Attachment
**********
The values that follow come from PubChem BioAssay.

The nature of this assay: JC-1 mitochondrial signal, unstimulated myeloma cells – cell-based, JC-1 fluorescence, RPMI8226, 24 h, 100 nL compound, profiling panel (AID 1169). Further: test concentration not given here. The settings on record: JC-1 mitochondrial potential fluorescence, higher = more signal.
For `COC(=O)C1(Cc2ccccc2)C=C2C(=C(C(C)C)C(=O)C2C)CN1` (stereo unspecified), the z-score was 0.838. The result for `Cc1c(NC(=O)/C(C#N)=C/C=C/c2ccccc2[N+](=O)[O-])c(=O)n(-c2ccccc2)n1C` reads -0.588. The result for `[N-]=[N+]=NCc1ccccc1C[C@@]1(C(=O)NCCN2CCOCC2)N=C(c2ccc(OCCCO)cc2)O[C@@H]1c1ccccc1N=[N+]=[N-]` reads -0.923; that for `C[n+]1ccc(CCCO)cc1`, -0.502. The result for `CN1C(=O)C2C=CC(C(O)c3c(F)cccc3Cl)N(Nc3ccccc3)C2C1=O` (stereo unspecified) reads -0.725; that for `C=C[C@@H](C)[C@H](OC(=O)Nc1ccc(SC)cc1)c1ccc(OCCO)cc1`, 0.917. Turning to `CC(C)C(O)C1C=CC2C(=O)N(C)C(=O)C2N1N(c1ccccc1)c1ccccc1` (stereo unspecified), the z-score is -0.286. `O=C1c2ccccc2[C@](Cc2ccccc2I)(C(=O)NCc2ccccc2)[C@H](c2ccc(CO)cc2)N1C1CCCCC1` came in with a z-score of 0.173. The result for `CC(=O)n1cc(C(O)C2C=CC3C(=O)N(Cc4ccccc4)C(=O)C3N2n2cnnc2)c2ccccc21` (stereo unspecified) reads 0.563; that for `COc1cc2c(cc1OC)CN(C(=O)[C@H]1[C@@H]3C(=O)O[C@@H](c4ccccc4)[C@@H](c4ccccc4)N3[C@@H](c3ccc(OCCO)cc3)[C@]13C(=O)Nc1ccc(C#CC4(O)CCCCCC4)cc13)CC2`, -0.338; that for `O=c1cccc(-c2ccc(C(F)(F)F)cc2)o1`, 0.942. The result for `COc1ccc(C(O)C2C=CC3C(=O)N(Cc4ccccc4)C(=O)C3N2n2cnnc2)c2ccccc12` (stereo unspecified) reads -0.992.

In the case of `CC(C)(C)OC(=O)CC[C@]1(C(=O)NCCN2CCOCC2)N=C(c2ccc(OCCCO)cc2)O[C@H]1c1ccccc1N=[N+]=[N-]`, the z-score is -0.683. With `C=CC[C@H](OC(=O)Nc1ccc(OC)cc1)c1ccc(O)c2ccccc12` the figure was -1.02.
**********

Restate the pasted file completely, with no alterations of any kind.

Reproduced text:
The values that follow come from PubChem BioAssay.

The nature of this assay: JC-1 mitochondrial signal, unstimulated myeloma cells – cell-based, JC-1 fluorescence, RPMI8226, 24 h, 100 nL compound, profiling panel (AID 1169). Further: test concentration not given here. The settings on record: JC-1 mitochondrial potential fluorescence, higher = more signal.
For `COC(=O)C1(Cc2ccccc2)C=C2C(=C(C(C)C)C(=O)C2C)CN1` (stereo unspecified), the z-score was 0.838. The result for `Cc1c(NC(=O)/C(C#N)=C/C=C/c2ccccc2[N+](=O)[O-])c(=O)n(-c2ccccc2)n1C` reads -0.588. The result for `[N-]=[N+]=NCc1ccccc1C[C@@]1(C(=O)NCCN2CCOCC2)N=C(c2ccc(OCCCO)cc2)O[C@@H]1c1ccccc1N=[N+]=[N-]` reads -0.923; that for `C[n+]1ccc(CCCO)cc1`, -0.502. The result for `CN1C(=O)C2C=CC(C(O)c3c(F)cccc3Cl)N(Nc3ccccc3)C2C1=O` (stereo unspecified) reads -0.725; that for `C=C[C@@H](C)[C@H](OC(=O)Nc1ccc(SC)cc1)c1ccc(OCCO)cc1`, 0.917. Turning to `CC(C)C(O)C1C=CC2C(=O)N(C)C(=O)C2N1N(c1ccccc1)c1ccccc1` (stereo unspecified), the z-score is -0.286. `O=C1c2ccccc2[C@](Cc2ccccc2I)(C(=O)NCc2ccccc2)[C@H](c2ccc(CO)cc2)N1C1CCCCC1` came in with a z-score of 0.173. The result for `CC(=O)n1cc(C(O)C2C=CC3C(=O)N(Cc4ccccc4)C(=O)C3N2n2cnnc2)c2ccccc21` (stereo unspecified) reads 0.563; that for `COc1cc2c(cc1OC)CN(C(=O)[C@H]1[C@@H]3C(=O)O[C@@H](c4ccccc4)[C@@H](c4ccccc4)N3[C@@H](c3ccc(OCCO)cc3)[C@]13C(=O)Nc1ccc(C#CC4(O)CCCCCC4)cc13)CC2`, -0.338; that for `O=c1cccc(-c2ccc(C(F)(F)F)cc2)o1`, 0.942. The result for `COc1ccc(C(O)C2C=CC3C(=O)N(Cc4ccccc4)C(=O)C3N2n2cnnc2)c2ccccc12` (stereo unspecified) reads -0.992.

In the case of `CC(C)(C)OC(=O)CC[C@]1(C(=O)NCCN2CCOCC2)N=C(c2ccc(OCCCO)cc2)O[C@H]1c1ccccc1N=[N+]=[N-]`, the z-score is -0.683. With `C=CC[C@H](OC(=O)Nc1ccc(OC)cc1)c1ccc(O)c2ccccc12` the figure was -1.02.